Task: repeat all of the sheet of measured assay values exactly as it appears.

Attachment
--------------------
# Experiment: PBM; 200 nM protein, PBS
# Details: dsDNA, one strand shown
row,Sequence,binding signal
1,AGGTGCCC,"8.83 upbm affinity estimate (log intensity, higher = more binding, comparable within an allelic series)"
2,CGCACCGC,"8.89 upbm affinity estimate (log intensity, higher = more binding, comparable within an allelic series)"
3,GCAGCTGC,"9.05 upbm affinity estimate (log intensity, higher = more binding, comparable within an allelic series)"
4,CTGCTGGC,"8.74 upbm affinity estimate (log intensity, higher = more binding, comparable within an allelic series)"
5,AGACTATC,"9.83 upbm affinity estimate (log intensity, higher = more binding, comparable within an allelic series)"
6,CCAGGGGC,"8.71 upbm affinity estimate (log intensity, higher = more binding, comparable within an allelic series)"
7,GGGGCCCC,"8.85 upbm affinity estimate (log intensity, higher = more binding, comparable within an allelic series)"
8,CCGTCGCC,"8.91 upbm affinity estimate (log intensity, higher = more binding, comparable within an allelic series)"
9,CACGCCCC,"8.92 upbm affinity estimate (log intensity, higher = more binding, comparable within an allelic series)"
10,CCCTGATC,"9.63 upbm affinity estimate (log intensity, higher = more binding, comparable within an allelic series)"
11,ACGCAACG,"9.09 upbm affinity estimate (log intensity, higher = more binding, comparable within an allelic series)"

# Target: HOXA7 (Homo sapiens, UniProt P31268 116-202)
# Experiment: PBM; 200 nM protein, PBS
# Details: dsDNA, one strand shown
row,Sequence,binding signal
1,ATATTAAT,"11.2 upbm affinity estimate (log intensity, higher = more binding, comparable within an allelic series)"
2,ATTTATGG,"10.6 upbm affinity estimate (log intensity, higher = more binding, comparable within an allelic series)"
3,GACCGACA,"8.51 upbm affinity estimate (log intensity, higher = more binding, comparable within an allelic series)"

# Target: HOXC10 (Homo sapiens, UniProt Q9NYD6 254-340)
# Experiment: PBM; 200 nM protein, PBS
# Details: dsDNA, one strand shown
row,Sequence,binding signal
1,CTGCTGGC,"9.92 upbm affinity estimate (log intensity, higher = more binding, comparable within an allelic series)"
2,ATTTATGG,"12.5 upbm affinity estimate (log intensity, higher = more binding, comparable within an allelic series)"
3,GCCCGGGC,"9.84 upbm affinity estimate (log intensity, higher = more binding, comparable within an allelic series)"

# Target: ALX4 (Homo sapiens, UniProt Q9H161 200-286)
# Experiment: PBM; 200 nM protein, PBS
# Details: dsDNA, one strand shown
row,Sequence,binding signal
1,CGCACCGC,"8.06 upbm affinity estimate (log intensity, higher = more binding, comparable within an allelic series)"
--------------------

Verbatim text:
# Experiment: PBM; 200 nM protein, PBS
# Details: dsDNA, one strand shown
row,Sequence,binding signal
1,AGGTGCCC,"8.83 upbm affinity estimate (log intensity, higher = more binding, comparable within an allelic series)"
2,CGCACCGC,"8.89 upbm affinity estimate (log intensity, higher = more binding, comparable within an allelic series)"
3,GCAGCTGC,"9.05 upbm affinity estimate (log intensity, higher = more binding, comparable within an allelic series)"
4,CTGCTGGC,"8.74 upbm affinity estimate (log intensity, higher = more binding, comparable within an allelic series)"
5,AGACTATC,"9.83 upbm affinity estimate (log intensity, higher = more binding, comparable within an allelic series)"
6,CCAGGGGC,"8.71 upbm affinity estimate (log intensity, higher = more binding, comparable within an allelic series)"
7,GGGGCCCC,"8.85 upbm affinity estimate (log intensity, higher = more binding, comparable within an allelic series)"
8,CCGTCGCC,"8.91 upbm affinity estimate (log intensity, higher = more binding, comparable within an allelic series)"
9,CACGCCCC,"8.92 upbm affinity estimate (log intensity, higher = more binding, comparable within an allelic series)"
10,CCCTGATC,"9.63 upbm affinity estimate (log intensity, higher = more binding, comparable within an allelic series)"
11,ACGCAACG,"9.09 upbm affinity estimate (log intensity, higher = more binding, comparable within an allelic series)"

# Target: HOXA7 (Homo sapiens, UniProt P31268 116-202)
# Experiment: PBM; 200 nM protein, PBS
# Details: dsDNA, one strand shown
row,Sequence,binding signal
1,ATATTAAT,"11.2 upbm affinity estimate (log intensity, higher = more binding, comparable within an allelic series)"
2,ATTTATGG,"10.6 upbm affinity estimate (log intensity, higher = more binding, comparable within an allelic series)"
3,GACCGACA,"8.51 upbm affinity estimate (log intensity, higher = more binding, comparable within an allelic series)"

# Target: HOXC10 (Homo sapiens, UniProt Q9NYD6 254-340)
# Experiment: PBM; 200 nM protein, PBS
# Details: dsDNA, one strand shown
row,Sequence,binding signal
1,CTGCTGGC,"9.92 upbm affinity estimate (log intensity, higher = more binding, comparable within an allelic series)"
2,ATTTATGG,"12.5 upbm affinity estimate (log intensity, higher = more binding, comparable within an allelic series)"
3,GCCCGGGC,"9.84 upbm affinity estimate (log intensity, higher = more binding, comparable within an allelic series)"

# Target: ALX4 (Homo sapiens, UniProt Q9H161 200-286)
# Experiment: PBM; 200 nM protein, PBS
# Details: dsDNA, one strand shown
row,Sequence,binding signal
1,CGCACCGC,"8.06 upbm affinity estimate (log intensity, higher = more binding, comparable within an allelic series)"